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St Johnstone 2 Dundee United 0: First final, first cup, first class

THE patience of the Saints has finally paid off.

Steven Anderson beats Keith Watson to David Wotherspoon's corner at the back post to send St Johnstone on their way to Scottish Cup glory Photograph: Stewart Attwood
Steven Anderson beats Keith Watson to David Wotherspoon's corner at the back post to send St Johnstone on their way to Scottish Cup glory Photograph: Stewart Attwood

After the small matter of 130 years without one, the Perth club can finally call themselves major trophy winners after yesterday's William Hill Scottish Cup final victory over Dundee United. Grandparents, parents, and children alike gloried in this moment: the oldest cup in Scottish football was but 10 years old back when St Johnstone were formed.

Amid all the superstitious talk of fate, centring on the form of Stevie May and the May 17 fixture date which doubles as his shirt number, the goals came not from the 21-year-old, but from Steven Anderson and Steven MacLean. Anyone who regards St Johnstone as a one-man team was thoroughly disabused of that notion yesterday.

No, the Perth side are a blend of players at varying stages of their careers who utterly commit to the collective, and yesterday was a reminder of how powerful that can be. This comes right from the top, with the canny boardroom management of chairman Steve Brown and his father Geoff, whose prudent stewardship of this club in the wilderness years - when they found themselves outspent by competitors, often with money they didn't really have - only added to the sense that this day was long overdue.

Their Tayside rivals Dundee United, who had to wait until 1994 for a first Scottish Cup win themselves, even if they took it as recently as 2010, were to have no Arab spring. While they had the edge in the crowd statistics, bringing around 28,000 to the Perth side's 16,000, that still represented about a third of the population of Perth.

And Saints boss Tommy Wright appeared to score a minor tactical victory when his amateur psychology about Jackie McNamara leaving out teenagers Ryan Gauld and John Souttar came to fruition. Both started on the United bench, while the former Northern Ireland goalkeeper went with the same side which prevailed in the semi-final against Aberdeen.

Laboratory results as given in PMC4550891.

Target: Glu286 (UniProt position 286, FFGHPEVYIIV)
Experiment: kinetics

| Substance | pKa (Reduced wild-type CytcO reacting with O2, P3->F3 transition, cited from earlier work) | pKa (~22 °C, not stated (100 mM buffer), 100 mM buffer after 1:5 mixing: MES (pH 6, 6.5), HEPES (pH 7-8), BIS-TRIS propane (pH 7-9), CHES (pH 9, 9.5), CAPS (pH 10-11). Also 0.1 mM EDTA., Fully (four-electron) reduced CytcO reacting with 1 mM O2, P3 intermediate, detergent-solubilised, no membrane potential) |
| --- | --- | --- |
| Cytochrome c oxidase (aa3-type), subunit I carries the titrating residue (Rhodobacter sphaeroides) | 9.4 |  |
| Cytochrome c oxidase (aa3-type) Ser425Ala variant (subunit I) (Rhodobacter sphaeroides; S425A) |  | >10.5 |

This was the seventh Scottish Cup final held at Celtic Park, and the first since 1998. The Perth side had won the last three meetings between the two sides, with May scoring five in the process. And once all the pyrotechnics were out the way - some official, and a tangerine smoke bomb from the United - it was St Johnstone who settled the quickest.

First James Dunne stung the palms of Radoslaw Cierzniak from long range, then the goalkeeper had to be alert to defy Frazer Wright's half-hit effort. Wotherspoon seemed relieved to be on the field, given his last-minute omissions for both Hibs' Scottish Cup finals in his time there. He almost had the opener when he showed good balance and trickery to come off the left and fire in a finish which deflected into the arms of Cierzniak.

So dormant had United been during this opening period that it seemed only a matter of time before they erupted as an attacking force. And with Alan Mannus displaying occasional signs of nervousness, this they duly did when a sweeping move finally allowed Andy Robertson forward, and the PFA Scotland young player of the year's cross was met early by Dow. The Saints fans breathed a sigh of relief when his flick struck the inside of the post and traversed the six-yard-box before being cleared.

Anderson, in his testimonial year, has developed a recent habit of scoring goals, but he will never net a bigger one than yesterday's. Pledges to his testimonial fund are likely to increase significantly after he was isolated one-on-one at the far post to meet Wotherspoon's perfectly-flighted deep corner kick. Cierzniak complained he was impeded but in truth he was never getting there, the goal a carbon copy of one the same man scored against United in April.

Thanks to the immediate arrival of the half-time whistle, United had 15 minutes to stew over it all, and maybe it was inevitable that the second period would become a more tousled, harum-scarum affair. Ciftci, who would soon find himself engaged in mortal combat with Frazer Wright seemingly under every high ball, thought he had the equaliser when his flighted ­ free kick struck the underside of the bar, a grateful Mannus clutching it on the line after fearing he would knock it over.

But soon an incident occurred that made that controversy seem like a detail. Wotherspoon's free kick found Wright, whose looping header seemed perfect for May. Whatever was coursing through his grey cells, the striker untypically mistimed his initial header then elected to palm the ball into the net when surely he could have got something legal on the ball. The effort was first awarded, then overturned on the apparent advice of the additional assistant referee behind the goal.

Ciftci whistled one drive narrowly wide from 25 yards and substitute Brian Graham spurned two glorious opportunities late on, but May soon could breathe a sigh of relief. The ball broke off a covering United defender into the path of the excellent MacLean, who recovered his wits quickest after a 50/50 with the goalkeeper to steer the ball into the net from a seated position. The only other issue was locating his shirt again as he ran, bare-chested, into his supporters, earning a booking. It was a moment of bedlam which was 130 years in the making.

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